FAIRFAX, Vt. (AP) -- Milton Bradley Wood Products Co. has churned out 1 million Scrabble tiles a day in this small Vermont town for 20 years.

But Hasbro Inc., Milton Bradley's parent company, was closing the plant Friday. The reason is a 10-point word: business.Hasbro spokesman Mark Morris says the company began looking at the most efficient way to make each product and decided to get out of the business of producing the tiles.

The game will still be made; the tiles will still be wooden; players will still be able to call Hasbro's consumer service line when they lose a letter.

But the closing nevertheless strikes a nostalgic chord, especially for the 87 people who are losing their jobs after doing their part to put those square letters in one of every three American homes.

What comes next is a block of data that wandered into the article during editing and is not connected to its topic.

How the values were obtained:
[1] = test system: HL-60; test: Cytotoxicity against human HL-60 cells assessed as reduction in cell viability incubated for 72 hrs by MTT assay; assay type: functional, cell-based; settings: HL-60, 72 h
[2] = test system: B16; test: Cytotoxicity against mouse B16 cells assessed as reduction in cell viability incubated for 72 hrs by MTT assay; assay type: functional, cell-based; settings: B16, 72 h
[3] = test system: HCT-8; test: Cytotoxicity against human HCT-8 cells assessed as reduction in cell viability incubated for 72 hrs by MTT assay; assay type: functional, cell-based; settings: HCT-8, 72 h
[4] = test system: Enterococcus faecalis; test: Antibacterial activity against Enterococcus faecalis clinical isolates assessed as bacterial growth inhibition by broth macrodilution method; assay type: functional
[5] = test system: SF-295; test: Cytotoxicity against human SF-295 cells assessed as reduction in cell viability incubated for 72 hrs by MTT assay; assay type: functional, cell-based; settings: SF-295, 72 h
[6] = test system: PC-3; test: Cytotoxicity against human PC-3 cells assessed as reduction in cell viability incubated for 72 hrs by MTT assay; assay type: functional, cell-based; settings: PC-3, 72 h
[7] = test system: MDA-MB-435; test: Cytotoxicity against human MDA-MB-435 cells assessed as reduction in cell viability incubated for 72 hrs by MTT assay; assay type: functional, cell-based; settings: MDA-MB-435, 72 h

"Sometimes it was hard to believe that we still had to make them," says Harold Wright Jr., who worked at the factory for 8 1/2 years. "But the order just kept getting bigger every year."

Scrabble sells 1 million to 2 million copies in North America every year. Even President Clinton and the first lady play the game on vacation.

John D. Williams Jr., executive director of the National Scrabble Association, says he's heard that people in Jerusalem met during the Persian Gulf War to play Scrabble wearing gas masks.

"Scrabble tiles are one of the most recognizable icons, American icons," Williams says.

Lois Hood enjoyed being a part of it all, although she can't play Scrabble without inspecting the tiles. "It's automatic," she says. "I'll always check the tiles."

Morris says Hasbro is still considering contractors both in the United States and overseas and hasn't decided where its tiles will come from after today.

Some people in Fairfax are convinced they'll be made overseas, and they find it hard to believe that a company would close one plant before finding another.

But Morris promises Scrabble lovers one thing: "Believe me, the tiles will continue to be made out of wood."